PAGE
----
Call Direct & Send

I’ve been giving all of the games that will be played at the TDAA Petit Prix a good workout over the past few weeks. In the TDAA trial I’m judging this weekend all of the games are games we’ll be playing at the Petit Prix. While the courses I’m using aren’t the same, obviously, I’m holding rigorously to the rules of play so that I understand them inside and out.

Briefing

This is a simple follow-the-numbers game with bonuses for certain distance elements.

The dog will earn bonuses for each of the distance elements:

  • The Call (10 pts), taking a lead-out beyond the containment line for jumps #1 and #2;
  • The Direct (10 pts), handler stays on the opposite side of the containment line as the  dog does #11 through #13;
  • The Send (15 points), handler stays on the opposite side of the containment line as the dog does #6 through #9.

There is no penalty for failing to perform any one of the three distance elements.

Qualifying

Call Direct & Send is played time, plus faults, minus bonus. The dog will qualify if the score is equal to or less than the established SCT after faults are added and bonuses are subtracted. SCT is based on rates of travel respective to the level and jump height of the dog.

Discussion

Traditionally Call Direct & Send is based on a Jumpers course; and is called “Jumpers CDS”. But in the interest of nesting I based the course on the set of obstacles on the floor from the standard classes.

The qualifying criterion stated in the briefing is really a bit of a give away; (that’s right, I gave away the farm). By rights the qualifying set point should be based on the rates of travel from the standard classes but adjusted with some expectation of success. For example GIII might be reduced by 25 points; GII by 20; and GI by 15. It still would not be absolutely necessary to earn any or all of the distance bonuses; but the bonuses would certainly add insurance in a time plus faults less bonus scoring basis.

At the Petit Prix the question of qualifying is mostly irrelevant. The competitor’s ambition is to actually win or place highly in the class. Out in the hinterlands we often err in the set-points for qualification whether it’s a matter of skunking the class or giving away the farm. If I err I’d prefer that it be the latter.

Only about 10% of the dogs than ran earned all three bonuses in spite of the fact that all three were rather simple in nature. The one that stymied the class the most was the “send” as shown here. The biggest difficulty was that so many handlers didn’t know how to give focus and pressure forward to the #7 pipe tunnel. As the handler arrives at the line she’ll turn sideways (actually facing on to the #9 jump) while making the send to the #7 pipe tunnel. Also, in the diminutive bit of real estate in the post turning sequence from the chute to the #6 jump more often than not the handler was slamming on her brakes at the #6 jump forward of the dog… which is not a good ingredient for success in the send.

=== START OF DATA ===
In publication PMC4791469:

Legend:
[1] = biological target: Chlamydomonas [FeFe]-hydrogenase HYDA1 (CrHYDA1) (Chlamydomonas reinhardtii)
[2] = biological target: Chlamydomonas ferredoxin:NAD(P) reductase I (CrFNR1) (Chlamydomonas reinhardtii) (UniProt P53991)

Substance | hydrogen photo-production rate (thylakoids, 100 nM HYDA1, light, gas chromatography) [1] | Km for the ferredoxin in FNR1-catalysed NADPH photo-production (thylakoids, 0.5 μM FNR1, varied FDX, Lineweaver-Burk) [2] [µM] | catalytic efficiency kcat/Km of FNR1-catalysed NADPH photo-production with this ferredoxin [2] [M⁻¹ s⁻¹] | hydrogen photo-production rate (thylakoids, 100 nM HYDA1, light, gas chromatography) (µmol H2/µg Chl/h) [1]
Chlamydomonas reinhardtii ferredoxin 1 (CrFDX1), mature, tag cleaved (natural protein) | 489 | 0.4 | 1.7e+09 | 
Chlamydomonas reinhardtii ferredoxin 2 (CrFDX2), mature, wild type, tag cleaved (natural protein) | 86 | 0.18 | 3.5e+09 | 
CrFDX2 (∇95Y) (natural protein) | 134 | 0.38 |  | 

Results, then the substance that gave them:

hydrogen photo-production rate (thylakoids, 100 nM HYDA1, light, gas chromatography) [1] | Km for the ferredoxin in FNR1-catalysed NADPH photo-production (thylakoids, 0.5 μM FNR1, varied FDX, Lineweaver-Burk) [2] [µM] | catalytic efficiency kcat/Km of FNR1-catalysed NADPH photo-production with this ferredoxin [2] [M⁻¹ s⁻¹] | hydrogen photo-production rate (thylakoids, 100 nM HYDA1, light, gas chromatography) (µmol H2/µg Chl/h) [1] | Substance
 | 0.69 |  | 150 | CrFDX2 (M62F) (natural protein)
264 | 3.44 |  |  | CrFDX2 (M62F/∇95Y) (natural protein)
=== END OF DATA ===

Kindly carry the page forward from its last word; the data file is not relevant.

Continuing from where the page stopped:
While I would be personally confident in making the dead-away send to the pipe tunnel (it’s only 10′, after all) I might entertain an accelerating movement like a Tandem Turn through jump #5. This makes the whole thing more robust and more energetic and certainly gives the handler a lot more real estate to be a working member of the team.

Bud’s Google-proof Trivia Contest

What is the “alias” of this comic book villain?

First correct answer, posted as a reply to this blog post, wins a free copy of the August Jokers Notebook.

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Questions comments & impassioned speeches to Bud Houston: BudHouston@hughes.net. Check out my latest publication the Jokers Notebook ~ Dog Agility Distance Training ~ Issue #0 ~ August 2010 available on the Country Dream Web Store: http://countrydream.wordpress.com/web-store/ . Readers of my web log get a discount: Enter “special00” in the box for the discount code. And that will take $5.00 off the price of the order.

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2 Responses to “Call Direct & Send”

  1. Lisa Says:

    Mysterio, aka Quentin Beck

  2. Jon Says:

    Mysterio, alias used was world-renowned psychiatrist Dr. Ludwig Rinehart

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